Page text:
The popping of champagne corks on Thursday – when the Office of Fair Trading (OFT) won its court case against the banks – was more than a little premature. While the result does, indeed, open the door for an OFT clampdown on bank charges, it is improbable that anything will happen in 2008, and there is no guarantee that there will be a resolution even before the end of 2009.
For a start, the banks are sure to launch appeals against Thursday's ruling – firstly in the Court of Appeal and then in the House of Lords. The case is too important for them to accept this week's decision – and whichever way the first appeal goes, both sides will want a final and definitive verdict from the House of Lords. All that will take time.
Furthermore, Thursday's verdict only brought stage one of a two-part case to a close. Now that the court has ruled that the banks' charges are bound by the Unfair Terms in Consumer Contracts Regulations 1999, it has to start all over again to decide whether or not the charges are actually unfair.
It's also worth noting that Thursday was not a complete washout for the banks. The judge in the case ruled that their charges could not be deemed to be a "penalty", which may prove to be crucial in the second half.
Although I have some sympathy with the hundreds – perhaps thousands – of consumers who are being forced to wait for a resolution to their claims for unfair bank charges (the Financial Services Authority has put a waiver in place until the test case is resolved), people may want to be careful what they wish for when it comes to the final verdict in this case.
If the OFT wins the right to cap the charges of UK banks, consumers will only end up paying elsewhere. For the moment, the British are spoilt when it comes to banking. Many services that cost real money in other countries are free to us over here. The only cost to us is the cost of accepting a low rate of interest on our current accounts. And even then, there's no longer any reason to accept this penalty. The market has become so competitive these days, that it's possible to get a good rate of interest and get all your other banking services for free.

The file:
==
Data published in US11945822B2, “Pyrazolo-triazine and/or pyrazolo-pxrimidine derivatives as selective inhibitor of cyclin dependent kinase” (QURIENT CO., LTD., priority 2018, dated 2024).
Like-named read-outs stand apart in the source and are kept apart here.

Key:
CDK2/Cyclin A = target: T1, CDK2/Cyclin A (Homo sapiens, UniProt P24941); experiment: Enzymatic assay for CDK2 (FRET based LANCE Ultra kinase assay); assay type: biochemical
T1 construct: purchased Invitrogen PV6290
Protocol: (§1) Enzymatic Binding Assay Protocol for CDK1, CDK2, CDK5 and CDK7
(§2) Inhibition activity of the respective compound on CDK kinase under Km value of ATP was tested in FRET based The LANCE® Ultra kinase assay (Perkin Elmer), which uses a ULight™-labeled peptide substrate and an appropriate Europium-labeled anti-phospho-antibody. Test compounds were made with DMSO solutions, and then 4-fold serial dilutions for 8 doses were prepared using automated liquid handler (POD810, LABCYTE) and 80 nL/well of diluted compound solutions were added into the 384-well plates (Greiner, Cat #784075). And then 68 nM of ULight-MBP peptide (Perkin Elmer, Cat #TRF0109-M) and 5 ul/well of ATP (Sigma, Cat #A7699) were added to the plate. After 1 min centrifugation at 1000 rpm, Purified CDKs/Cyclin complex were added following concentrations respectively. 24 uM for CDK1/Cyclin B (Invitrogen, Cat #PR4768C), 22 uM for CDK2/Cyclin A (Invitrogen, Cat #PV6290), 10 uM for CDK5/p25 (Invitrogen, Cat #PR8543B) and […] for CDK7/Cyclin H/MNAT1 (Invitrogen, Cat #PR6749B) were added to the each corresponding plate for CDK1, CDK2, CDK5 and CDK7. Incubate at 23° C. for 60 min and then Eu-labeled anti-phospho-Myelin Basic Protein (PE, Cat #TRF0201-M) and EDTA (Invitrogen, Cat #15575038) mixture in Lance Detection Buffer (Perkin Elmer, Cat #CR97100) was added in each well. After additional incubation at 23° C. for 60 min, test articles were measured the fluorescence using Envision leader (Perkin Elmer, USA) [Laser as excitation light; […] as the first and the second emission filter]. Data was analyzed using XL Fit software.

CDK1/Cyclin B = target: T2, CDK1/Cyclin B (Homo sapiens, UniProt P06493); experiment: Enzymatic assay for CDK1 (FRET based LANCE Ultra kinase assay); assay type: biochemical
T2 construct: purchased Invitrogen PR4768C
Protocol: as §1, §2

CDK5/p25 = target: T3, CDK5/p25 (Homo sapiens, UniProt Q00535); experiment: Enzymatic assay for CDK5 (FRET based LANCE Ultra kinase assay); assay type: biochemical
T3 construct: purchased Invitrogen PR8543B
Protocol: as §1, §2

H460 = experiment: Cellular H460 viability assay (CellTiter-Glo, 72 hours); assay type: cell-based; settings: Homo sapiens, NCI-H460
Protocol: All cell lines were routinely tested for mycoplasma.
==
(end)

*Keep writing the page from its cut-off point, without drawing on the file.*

Admittedly, the charges for busting your overdraft limit – or having a cheque bounced – are still very high. But if these are capped, banks will be forced to up charges in other areas of their business.
Already mortgage fees have soared in recent years, while credit card fees and interest rates have also been on the rise.
It's much like the airlines. As their costs have increased, they've been forced to try to recoup some revenue elsewhere. But the airfare market is so price-elastic that they can't simply put up their prices. Instead, they're lowering the maximum weight of your bags – so that more people are forced to pay excess luggage. They're charging for alcoholic drinks, and they're penalising those who don't check in online. All told, customers might end up paying 20 per cent more than they paid for their ticket – and would probably have been better off choosing a slightly more expensive airline that doesn't skimp on the service.
Be it the banks or airlines, this kind of pricing is only making it harder for consumers to know when they're getting a good deal. Personally, I'd rather pay £10 a month to my bank in return for an honest and good-value service. But the British aversion to straightforward charges means it's far more likely that the smoke and mirrors game will prevail.
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